Goleta may become the third local city to make the switch to district-based city council elections.
The City Attorney’s Office is recommending that Goleta make the transition, mostly because of the cost of fighting a California Voting Rights Act lawsuit in court.
No such lawsuit alleging racially polarized voting in the city has been filed, according to the city staff report. But in a Feb. 6 letter to the city, Lindsey Rojas and Hector Mendez alleged that Goleta’s at-large system violates the CVRA and that “polarized voting” may be occurring.
“For me it goes above and beyond the ethnic and racial disparity — it’s the representation of having someone you know, someone who knows the area well and who can support the residents and neighbors,” she said.
At Tuesday’s meeting, City Council members will decide whether to pass a resolution announcing the city’s intent to make the transition to district elections, and its planned timeline.
“Staff makes this recommendation not because the city’s legal position is weak, but due to the extraordinary cost to successfully defend against a CVRA lawsuit and that, on balance, the public interest would best be served by transitioning to a district-based electoral system,” the staff report said.
Alternatively, the City Council can direct staff to defend against any CVRA lawsuits that are filed, or place the issue on a ballot. The city would still be vulnerable to a CVRA lawsuit in that case, however.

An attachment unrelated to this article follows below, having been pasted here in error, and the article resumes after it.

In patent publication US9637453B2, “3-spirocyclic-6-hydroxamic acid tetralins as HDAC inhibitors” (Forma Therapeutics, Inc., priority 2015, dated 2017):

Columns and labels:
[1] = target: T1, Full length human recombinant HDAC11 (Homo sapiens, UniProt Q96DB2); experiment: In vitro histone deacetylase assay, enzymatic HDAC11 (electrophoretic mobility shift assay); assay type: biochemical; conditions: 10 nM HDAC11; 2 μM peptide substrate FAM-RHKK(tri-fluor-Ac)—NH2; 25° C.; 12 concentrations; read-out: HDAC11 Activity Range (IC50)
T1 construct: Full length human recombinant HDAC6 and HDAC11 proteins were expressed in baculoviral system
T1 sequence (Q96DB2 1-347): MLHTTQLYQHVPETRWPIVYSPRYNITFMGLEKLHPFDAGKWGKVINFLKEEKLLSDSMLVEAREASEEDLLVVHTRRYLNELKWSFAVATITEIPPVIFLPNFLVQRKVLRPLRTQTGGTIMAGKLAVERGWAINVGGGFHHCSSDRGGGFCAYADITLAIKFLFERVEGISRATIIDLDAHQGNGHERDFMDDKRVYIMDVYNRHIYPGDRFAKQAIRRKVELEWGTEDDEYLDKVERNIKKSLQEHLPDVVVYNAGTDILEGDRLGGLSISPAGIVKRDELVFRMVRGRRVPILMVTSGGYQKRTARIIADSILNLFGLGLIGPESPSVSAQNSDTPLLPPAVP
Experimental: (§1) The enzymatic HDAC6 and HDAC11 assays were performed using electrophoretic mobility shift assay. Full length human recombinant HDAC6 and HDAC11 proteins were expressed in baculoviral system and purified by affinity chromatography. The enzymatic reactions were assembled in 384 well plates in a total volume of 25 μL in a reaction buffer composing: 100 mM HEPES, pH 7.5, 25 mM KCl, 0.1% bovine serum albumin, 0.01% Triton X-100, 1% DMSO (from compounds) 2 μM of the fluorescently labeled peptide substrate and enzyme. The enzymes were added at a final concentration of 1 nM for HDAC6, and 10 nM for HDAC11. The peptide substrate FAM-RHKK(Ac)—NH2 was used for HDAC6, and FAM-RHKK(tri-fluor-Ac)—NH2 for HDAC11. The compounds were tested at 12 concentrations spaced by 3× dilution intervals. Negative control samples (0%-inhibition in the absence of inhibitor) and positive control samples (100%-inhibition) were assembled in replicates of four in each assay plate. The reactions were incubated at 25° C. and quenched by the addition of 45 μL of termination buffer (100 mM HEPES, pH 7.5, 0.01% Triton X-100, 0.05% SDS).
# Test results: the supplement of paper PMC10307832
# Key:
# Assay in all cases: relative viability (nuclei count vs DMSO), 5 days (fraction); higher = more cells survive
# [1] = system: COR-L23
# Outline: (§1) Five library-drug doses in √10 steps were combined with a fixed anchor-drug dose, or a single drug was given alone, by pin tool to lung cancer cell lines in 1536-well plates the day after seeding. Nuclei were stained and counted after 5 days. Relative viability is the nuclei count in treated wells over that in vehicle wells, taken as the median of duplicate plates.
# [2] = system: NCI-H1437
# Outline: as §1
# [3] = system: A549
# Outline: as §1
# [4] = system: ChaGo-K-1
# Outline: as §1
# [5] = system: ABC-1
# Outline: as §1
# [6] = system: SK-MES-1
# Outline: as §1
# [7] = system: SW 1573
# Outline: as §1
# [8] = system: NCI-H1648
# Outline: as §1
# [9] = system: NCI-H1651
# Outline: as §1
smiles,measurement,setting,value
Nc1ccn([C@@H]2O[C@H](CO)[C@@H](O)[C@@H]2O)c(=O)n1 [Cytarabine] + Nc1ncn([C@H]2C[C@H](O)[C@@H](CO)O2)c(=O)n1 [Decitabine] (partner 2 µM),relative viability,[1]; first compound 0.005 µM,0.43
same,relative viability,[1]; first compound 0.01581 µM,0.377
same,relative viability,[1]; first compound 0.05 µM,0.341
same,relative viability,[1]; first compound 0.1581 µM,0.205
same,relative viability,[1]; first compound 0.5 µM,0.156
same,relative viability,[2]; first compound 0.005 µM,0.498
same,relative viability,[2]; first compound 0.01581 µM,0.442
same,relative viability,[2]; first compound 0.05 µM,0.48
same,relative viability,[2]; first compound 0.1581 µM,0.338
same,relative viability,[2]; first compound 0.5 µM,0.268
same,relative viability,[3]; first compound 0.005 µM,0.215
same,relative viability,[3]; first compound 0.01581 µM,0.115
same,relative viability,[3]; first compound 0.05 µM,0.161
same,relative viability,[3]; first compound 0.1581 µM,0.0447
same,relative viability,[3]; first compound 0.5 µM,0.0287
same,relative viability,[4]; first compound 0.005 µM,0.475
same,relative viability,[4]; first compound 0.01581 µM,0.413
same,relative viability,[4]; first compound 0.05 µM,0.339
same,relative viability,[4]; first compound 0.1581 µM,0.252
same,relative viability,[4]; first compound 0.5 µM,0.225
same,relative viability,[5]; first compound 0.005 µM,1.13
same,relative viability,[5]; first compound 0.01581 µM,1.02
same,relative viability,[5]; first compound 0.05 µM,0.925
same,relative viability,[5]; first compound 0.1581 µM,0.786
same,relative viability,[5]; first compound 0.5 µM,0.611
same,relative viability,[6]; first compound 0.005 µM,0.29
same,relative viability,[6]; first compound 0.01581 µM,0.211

Under district representation, Goleta would be split into four districts, since voters decided in November that they want to directly elect a mayor starting in 2018, instead of continuing the current system of the position rotating among the five council members.
Candidates would have to live within the district they’re running to represent, and voters could only cast their ballot for candidates within the district where they live.
The city’s staff report also said district-based elections could encourage more people to run for office and make it less expensive to run campaigns.
Santa Barbara began switching to district-based elections with its last City Council race, and Santa Maria recently announced plans to follow suit, in response to a letter threatening a CVRA lawsuit. That letter was sent by Santa Barbara attorney Jason Dominguez, who is a councilman elected in 2015, the first year that Santa Barbara implemented district voting.
Santa Barbara moved to districts after a CVRA lawsuit court settlement. The plaintiffs had accused the city of having racially polarized voting and diluting Latino votes with its at-large system. The settlement didn’t address that question, but did mandate two of the six districts be drawn to have a majority population of Latino eligible voters, which means citizens over the age of 18.
Santa Barbara is also the only city in Santa Barbara County to hold odd-year council elections. For the future, only half of its council district elections will be synced up with the citywide mayoral election, since that position is a four-year term.
If Goleta moved to districts with its new two-year mayor system, every city council election would also be an at-large mayoral election.
Goleta’s last City Council race, in November, was the first contested election since 2010. The city had 17,808 registered voters at the time, city spokeswoman Valerie Kushnerov said.
County election results show that 22,347 votes were cast in the November council race won by Stuart Kasdin and Kyle Richards (voters could choose up to two candidates).
The City Council’s Tuesday evening session meeting starts at 6 p.m. at council chambers, at 130 Cremona Drive, Suite B.